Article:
04 May 2012

Breaking the spell

Today started very nicely watching the lambs gamboling in the field below as I was offered second helpings of an excellent breakfast! Sally and Malcolm McCall really looked after us well at their fantastic Inverbrora B+B.
The weather would always play a big part in today, the big question was how much shelter there was down the Firth from the N winds.
We returned to the small harbour at Brora, it was lumpy out there with a fair amount of white. But I decided I would go; there were a number of options though if I wasn't happy: a return to Brora, a land further down the N coast or a get out at Porthmahonack on the Tarbert Ness peninsula at just before half way.
As I prepped my kit a group collected around of fishing/boating types to see what was going on. As they drifted away to launch a boat one came over to chat. He explained he had plied these waters all his life and then progressed to explain the likely conditions and tides out there, useful info I thought but his figures (especially the 5-6 kt tides) threw me. What seemed to start as a polite suggestion of advice took an edge, and I started to feel uncomfortable. He drifted away but the spell was broken, concentration and confidence evaporating in confusion - if he was right I had made some serious oversights. After all he had been here all his life, I was but a brief visitor.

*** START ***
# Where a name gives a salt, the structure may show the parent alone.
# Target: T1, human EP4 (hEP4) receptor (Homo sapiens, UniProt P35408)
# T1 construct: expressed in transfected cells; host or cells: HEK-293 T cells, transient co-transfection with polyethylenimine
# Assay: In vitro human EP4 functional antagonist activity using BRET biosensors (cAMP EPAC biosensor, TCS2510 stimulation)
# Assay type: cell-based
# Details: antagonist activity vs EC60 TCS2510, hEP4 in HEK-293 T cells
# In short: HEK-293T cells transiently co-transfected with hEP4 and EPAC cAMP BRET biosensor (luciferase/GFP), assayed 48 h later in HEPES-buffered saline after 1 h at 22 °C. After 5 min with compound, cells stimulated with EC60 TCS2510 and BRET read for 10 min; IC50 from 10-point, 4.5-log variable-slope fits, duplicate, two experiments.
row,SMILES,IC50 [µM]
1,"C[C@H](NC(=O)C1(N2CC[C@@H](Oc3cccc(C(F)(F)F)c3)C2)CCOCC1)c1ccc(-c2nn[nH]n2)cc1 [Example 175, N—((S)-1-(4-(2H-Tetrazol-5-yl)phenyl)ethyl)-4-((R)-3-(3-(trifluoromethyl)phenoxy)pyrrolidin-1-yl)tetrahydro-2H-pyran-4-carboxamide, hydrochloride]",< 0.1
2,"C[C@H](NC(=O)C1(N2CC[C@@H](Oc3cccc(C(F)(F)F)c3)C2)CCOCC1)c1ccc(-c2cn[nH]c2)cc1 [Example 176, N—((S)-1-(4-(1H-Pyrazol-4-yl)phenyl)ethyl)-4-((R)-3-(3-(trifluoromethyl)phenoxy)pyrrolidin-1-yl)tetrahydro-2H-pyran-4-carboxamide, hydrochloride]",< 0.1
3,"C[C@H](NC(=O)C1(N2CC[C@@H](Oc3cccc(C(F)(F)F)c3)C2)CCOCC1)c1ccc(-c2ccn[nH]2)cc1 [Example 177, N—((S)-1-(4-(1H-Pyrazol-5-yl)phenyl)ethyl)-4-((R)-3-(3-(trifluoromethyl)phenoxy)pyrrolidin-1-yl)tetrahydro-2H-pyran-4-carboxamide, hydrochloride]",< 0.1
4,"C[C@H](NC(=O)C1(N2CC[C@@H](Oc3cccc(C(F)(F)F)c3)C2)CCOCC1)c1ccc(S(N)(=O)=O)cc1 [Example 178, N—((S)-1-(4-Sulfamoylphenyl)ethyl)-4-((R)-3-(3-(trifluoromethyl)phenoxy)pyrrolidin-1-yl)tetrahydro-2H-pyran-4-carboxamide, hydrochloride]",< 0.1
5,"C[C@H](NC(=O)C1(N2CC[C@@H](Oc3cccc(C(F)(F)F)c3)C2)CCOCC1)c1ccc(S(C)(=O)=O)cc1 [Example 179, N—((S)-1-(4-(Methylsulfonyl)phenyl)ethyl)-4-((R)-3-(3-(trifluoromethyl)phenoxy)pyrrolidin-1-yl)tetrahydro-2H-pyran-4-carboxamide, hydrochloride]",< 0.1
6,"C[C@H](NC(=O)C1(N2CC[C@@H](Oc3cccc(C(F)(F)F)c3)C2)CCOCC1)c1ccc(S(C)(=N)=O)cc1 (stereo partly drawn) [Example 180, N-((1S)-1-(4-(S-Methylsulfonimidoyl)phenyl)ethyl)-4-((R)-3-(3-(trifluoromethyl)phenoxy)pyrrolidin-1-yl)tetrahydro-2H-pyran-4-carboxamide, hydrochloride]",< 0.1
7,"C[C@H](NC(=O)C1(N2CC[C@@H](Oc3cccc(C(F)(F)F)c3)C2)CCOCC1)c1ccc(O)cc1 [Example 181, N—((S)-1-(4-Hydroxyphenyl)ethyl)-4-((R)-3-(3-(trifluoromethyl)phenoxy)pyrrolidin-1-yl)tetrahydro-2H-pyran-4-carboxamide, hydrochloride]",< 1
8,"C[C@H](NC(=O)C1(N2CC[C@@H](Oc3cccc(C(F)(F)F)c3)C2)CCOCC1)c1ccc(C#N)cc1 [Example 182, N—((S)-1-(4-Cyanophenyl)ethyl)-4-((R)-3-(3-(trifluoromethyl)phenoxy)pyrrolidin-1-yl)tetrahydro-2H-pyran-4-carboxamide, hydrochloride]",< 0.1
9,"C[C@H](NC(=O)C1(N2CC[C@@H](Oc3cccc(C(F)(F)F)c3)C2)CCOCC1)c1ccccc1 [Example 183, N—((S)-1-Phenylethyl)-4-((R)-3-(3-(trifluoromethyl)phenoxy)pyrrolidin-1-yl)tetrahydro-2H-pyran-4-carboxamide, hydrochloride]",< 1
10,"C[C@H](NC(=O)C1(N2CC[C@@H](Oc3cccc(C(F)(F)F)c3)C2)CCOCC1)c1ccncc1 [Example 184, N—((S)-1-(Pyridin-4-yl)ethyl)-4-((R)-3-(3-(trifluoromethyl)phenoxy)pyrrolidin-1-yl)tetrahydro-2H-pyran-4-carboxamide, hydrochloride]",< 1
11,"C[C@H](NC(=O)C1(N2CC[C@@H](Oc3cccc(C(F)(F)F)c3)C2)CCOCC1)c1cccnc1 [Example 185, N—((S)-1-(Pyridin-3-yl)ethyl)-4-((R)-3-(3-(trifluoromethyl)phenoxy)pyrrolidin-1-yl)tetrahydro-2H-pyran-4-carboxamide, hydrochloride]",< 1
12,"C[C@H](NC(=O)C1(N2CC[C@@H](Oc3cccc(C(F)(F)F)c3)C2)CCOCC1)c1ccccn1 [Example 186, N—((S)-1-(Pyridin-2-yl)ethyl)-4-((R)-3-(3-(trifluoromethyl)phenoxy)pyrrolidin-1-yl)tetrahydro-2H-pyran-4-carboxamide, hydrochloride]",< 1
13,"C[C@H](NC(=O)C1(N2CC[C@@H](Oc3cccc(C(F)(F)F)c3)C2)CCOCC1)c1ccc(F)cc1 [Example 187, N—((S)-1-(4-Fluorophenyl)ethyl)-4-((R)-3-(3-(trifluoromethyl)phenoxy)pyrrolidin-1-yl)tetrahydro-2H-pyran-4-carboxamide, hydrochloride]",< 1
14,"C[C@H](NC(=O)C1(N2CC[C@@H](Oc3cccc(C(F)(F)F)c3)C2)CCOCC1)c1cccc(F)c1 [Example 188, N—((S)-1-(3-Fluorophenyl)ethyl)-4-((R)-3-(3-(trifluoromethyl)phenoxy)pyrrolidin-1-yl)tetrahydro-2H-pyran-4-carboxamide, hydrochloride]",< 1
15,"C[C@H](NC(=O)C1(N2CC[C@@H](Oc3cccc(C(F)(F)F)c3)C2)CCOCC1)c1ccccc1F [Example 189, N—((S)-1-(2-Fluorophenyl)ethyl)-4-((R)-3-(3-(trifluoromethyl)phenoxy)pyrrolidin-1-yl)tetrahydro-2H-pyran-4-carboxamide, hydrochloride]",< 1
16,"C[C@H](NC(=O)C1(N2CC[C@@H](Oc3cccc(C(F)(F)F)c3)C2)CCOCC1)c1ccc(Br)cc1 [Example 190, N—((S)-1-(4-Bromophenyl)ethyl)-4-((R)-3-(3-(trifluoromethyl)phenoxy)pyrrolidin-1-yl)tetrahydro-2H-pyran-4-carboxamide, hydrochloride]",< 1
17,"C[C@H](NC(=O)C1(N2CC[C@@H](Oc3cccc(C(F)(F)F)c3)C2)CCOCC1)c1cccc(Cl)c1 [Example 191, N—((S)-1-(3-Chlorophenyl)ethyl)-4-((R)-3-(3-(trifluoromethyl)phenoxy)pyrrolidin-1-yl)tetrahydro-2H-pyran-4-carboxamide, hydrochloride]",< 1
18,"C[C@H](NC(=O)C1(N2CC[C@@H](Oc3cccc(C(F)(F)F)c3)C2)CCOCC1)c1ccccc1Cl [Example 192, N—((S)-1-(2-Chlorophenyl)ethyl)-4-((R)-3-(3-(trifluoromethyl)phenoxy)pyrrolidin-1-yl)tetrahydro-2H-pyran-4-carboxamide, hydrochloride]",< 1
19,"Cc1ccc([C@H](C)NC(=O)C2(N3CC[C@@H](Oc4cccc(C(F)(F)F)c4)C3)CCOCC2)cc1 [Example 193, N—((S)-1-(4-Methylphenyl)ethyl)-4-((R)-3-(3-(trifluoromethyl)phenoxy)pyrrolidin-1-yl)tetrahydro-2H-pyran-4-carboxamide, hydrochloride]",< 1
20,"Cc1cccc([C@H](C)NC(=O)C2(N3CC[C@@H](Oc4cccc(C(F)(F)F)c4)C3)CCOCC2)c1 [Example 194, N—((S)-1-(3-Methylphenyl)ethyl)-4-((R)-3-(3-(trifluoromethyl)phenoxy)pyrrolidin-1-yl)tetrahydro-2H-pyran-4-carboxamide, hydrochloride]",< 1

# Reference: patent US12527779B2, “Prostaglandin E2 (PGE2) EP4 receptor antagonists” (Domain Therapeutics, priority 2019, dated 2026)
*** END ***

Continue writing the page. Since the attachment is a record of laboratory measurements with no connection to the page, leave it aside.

After reviewing the plans and figures once again I eventually launched - out of the bay (one of the group had walked down to the mouth of the river to take photos of my last moments) and off I went.
It was lumpy and the wind increased further out but the Taran was taking it well. I knew I could make the Ness but it was going to be a long way to the other side... I included the Ness as a waypoint just in case and off I went.
The Taran is a blast downwind but things were getting lumpy; I realised that the paddling wouldn't be a great problem but admin would be. I could drink but eating would be rather difficult and well, relief was not going to be easy either. I was also gripping the paddles pretty hard and I figured my forearms were not up to that after the long day yesterday - all in all I decided I wasn't happy with the conditions for a further 3 hours after the 2 it would take to Tarbet Ness - so bang out on the end of the peninsula!
I slipped into a kelp strewn gully near the lighthouse; as I climbed out of the gully to phone the Team Manager for another International Rescue I found she had just arrived to walk to the lighthouse - fate!
Boat up, kit out and then the early stack gave an opportunity to sort out kit and admin - thanks to Summit to Sea for more bits and pieces, Rockpool for the trolley plate, Justine C and Barry for their trolley and Little Brother and Dad for their help - cheers everyone.
Oh, and a quick mention to Peter and Francis from Boston who came to chat.
And the 5-6 kt flow? Well I didn't find it, but was he right - well you can decide on that one.
Sent from my phone


Geoff said...

Hi John,
You are making fantastic progress mate, I really enjoy reading each days post. Hopefully the head winds are going to be a little less prominent now. Fair winds to you!

Anonymous said...

When I passed though there, I found some very strong currents kicking me offcourse whilst approaching Tarbet Ness...maybe that's what they meant.

You have some great coast coming up next, between Tarbet and Fraserburgh...

Mark R